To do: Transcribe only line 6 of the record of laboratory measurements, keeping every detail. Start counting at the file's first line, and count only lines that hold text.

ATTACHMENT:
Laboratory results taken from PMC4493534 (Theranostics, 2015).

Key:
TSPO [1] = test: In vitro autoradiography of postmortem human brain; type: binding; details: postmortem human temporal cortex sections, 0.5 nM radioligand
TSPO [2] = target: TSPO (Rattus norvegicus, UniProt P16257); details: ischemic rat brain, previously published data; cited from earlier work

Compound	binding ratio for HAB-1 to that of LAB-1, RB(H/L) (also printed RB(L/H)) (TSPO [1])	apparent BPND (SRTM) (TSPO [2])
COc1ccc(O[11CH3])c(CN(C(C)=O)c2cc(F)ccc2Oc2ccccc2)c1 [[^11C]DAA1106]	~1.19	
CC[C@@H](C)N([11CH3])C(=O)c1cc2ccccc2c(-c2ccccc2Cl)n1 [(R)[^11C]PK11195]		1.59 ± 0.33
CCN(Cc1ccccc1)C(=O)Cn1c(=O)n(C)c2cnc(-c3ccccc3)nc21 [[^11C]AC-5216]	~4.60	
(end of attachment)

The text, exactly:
COc1ccc(O[11CH3])c(CN(C(C)=O)c2cc(F)ccc2Oc2ccccc2)c1 [[^11C]DAA1106]	~1.19	